MEDICAL RESEARCH UPDATE.
A recent study reveals the promise of a new rehabilitative therapy for people who have limb paralysis due to stroke. After a stroke, some cells that may control limb movements remain in shock and, therefore, cannot function. According to the study's authors, each time a person tries to use the limb with paralysis and fails, the failure gets reinforced and the limb falls into a state of "learned helplessness."
The new therapy, called constraint-induced-movement therapy, forces the person to use the affected limb to do familiar, everyday tasks. Edward Taub, MD, a neurologist at the University of Alabama-Birmingham, and his staff have found that by immobilizing the unaffected arm for a strict regimen of six hours a day and at least two weeks straight, the brain can relearn to use the affected arm. Results of the 13-person study showed that all of the participants had regained nearly full use of their affected limbs after the therapy (preliminary tests show that the therapy is as effective on legs as it is on arms, but more studies are being done to confirm this.). The study also found that the therapy worked for individuals who have lived decades with limited use of a limb due to stroke.
Stroke expert and Duke University Medical Center Professor Larry Goldstein, MD, however, cautions that the study has "big limitations" because there was no control group, and is based on a significantly small number of people. "Is it promising?" he asked. "Yes. Is it proven? No." This study was published in the June 2000 issue of Stroke.
SHUNTING IN YOUNG ADULTS WITH SPINA BIFIDA PROVES POSITIVE
Researchers who studied 23 young adults with spina bifida and hydrocephalus (which is assumed to be controlled) have discovered that cerebrospinal fluid shunting can improve neuropsychological functioning. The results of studies done six months before and six months after the surgical placement of a shunt show "significant improvements..... in verbal and visual memory, motor coordination, and attention and cognitive flexibility." Younger children with hydrocephalus may benefit most from shunting, say researchers, due to the "greater plasticity of the young brain." According to Maria Antonia Poca, MD, and her colleagues at the University of Barcelona, the "improved cognitive functions will probably lead to clinical, educational, and social benefits." To view this study, refer to the May 2000 issue of the Journal of Neurology, Neurosurgery, and Psychiatry.
YOUNG ADULTS ON DIALYSIS ADVISED TO MONITOR CORONARY-ARTERY CALCIFICATION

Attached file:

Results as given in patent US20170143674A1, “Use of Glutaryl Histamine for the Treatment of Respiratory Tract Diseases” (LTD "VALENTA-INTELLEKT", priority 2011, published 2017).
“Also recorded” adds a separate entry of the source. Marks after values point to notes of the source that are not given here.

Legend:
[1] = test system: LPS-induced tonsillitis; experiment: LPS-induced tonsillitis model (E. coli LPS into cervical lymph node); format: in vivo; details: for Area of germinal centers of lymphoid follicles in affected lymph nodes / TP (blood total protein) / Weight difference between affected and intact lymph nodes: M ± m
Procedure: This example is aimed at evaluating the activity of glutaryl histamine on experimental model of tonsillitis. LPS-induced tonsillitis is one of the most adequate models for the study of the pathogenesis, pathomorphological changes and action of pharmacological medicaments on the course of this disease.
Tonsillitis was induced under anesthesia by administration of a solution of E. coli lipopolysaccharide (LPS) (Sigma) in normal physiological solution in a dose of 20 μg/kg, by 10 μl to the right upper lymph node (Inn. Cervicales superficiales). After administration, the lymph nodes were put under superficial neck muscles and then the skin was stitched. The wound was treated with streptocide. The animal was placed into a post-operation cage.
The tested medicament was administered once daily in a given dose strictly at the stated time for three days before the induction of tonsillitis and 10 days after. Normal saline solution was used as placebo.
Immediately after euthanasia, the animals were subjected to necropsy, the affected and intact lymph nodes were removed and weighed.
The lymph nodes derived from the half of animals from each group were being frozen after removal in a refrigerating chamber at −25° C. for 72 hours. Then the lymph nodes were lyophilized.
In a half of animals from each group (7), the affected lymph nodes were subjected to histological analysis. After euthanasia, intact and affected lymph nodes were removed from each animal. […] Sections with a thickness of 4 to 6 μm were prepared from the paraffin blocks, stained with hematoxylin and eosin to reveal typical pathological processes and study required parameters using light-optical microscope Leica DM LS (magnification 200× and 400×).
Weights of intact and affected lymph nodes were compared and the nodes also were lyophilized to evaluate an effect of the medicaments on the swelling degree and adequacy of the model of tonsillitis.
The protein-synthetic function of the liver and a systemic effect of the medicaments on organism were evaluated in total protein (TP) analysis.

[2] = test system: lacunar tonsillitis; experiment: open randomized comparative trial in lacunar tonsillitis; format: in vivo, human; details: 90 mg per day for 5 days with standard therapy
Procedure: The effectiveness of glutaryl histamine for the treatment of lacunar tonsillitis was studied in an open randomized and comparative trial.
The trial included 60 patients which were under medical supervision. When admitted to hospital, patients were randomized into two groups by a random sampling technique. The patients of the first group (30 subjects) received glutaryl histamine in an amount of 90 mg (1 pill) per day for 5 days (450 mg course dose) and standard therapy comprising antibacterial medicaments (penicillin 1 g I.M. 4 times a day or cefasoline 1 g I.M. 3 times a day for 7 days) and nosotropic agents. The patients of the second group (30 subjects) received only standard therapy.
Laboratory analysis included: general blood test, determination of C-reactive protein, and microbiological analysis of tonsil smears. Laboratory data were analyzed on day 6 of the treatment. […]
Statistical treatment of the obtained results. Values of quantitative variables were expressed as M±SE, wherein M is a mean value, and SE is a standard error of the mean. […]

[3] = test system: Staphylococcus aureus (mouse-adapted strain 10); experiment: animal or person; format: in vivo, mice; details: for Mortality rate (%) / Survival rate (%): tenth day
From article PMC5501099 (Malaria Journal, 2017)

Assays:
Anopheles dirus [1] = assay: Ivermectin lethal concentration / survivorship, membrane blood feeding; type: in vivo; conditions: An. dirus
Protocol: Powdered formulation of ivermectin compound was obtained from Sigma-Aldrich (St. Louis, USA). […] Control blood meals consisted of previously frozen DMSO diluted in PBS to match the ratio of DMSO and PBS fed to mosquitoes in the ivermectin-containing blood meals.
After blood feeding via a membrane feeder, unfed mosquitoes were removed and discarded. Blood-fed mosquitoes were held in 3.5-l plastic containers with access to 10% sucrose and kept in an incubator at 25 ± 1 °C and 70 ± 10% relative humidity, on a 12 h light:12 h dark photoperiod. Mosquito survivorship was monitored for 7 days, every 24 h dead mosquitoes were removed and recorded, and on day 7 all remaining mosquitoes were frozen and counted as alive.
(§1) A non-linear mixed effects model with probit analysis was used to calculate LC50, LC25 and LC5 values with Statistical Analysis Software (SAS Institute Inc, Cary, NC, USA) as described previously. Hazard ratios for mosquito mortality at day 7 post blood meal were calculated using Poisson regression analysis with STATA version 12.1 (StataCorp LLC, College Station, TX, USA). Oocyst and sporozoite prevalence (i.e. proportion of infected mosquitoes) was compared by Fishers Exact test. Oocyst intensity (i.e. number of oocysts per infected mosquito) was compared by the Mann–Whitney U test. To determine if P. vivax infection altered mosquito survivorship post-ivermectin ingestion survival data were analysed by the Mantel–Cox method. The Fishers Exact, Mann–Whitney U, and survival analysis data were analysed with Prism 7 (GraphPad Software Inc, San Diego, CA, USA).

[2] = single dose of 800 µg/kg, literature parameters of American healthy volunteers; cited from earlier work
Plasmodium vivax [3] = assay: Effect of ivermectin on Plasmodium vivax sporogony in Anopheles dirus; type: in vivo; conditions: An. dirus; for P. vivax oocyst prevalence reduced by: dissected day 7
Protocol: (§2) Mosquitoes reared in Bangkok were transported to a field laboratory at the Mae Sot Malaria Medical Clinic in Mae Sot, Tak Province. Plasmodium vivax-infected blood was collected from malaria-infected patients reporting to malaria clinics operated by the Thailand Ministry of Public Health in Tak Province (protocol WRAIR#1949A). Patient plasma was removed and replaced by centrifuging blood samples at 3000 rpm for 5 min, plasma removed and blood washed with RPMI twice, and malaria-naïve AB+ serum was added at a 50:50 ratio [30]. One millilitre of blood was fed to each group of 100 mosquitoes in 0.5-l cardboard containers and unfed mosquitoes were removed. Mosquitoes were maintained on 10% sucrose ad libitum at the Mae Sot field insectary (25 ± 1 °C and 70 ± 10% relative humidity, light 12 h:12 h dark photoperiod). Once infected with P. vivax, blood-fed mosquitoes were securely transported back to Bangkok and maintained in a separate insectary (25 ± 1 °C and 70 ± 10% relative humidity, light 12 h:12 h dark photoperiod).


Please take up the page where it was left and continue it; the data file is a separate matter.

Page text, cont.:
According to results of electron-beam computed tomography (CT)(*) tests performed on 39 people (ages 7 to 30) with end-stage renal disease, researchers have discovered, among the study participants between ages 20 and 30, a proportionately high incidence (14 out of 16) of vascular calcification compared to results of tests done on a control group of 60 healthy young people (of which only 3 participants showed signs of the calcification.) Among the younger participants in the study (those under 20-years-old), however, there was no evidence of coronary-artery calcification.
William G. Goodman, MD, and his colleagues at the University of California-Los Angeles view the high levels of calcification found in the elder portion of the group as a function of the build-up of large doses of calcium that young people on dialysis take--up to 6,000mg/day--to rid the bloodstream of phosphorus, which is a common complication of renal failure. Though still unproven, Dr. Goodman suggests a decreased dependence on calcium to purge the blood of phosphorus. "We would encourage a reduction in file amount of calcium that is used, and perhaps patients should rely on other compounds that bind phosphorus that do not contain calcium." This study can be found in the May 18 issue of the New England Journal of Medicine. (*)(A CT scan is a method of taking pictures of the inside of the body using an ultra-thin x-ray or electron beam.
RESEARCH FOR PARENTS OF CHILDREN WITH DISABILITIES PROVES THE IMPORTANCE OF EMPATHY AND SUPPORT
Based on analysis of audio-taped interviews, two researchers reaffirm the positive impact mutual support can have among parents of children with disabilities. After studying the parents of 63 children born with a congenital upper-limb deficiency, S.M. Kerr and J.B. McIntosh, both from the University oil Glasgow in Scotland, found that during the first few months after their baby's birth, support from family, friends, and health professionals alone was not sufficiently helpful to the parents. To cope with the feelings of isolation and concern about the future, the research showed that parents of children with disabilities were only adequately supported upon making contact with other parents of children with disabilities--in this case, those whose children also had limb deficiencies. Such contact proved to be a much-needed stress-buffering influence, as it provided emotional, social, and practical support. The study, which can be found in the July 2000 issue of Child: Care, Health and Development in an article entitled "Coping When a Child Has a Disability: Exploring the Impact of Parent-to-Parent Support," concluded that parents of children with disabilities are "uniquely qualified to help each other." The article also encourages healthcare professionals to recognize this fact and take steps to connect parents with the appropriate organizations and contacts that can offer support.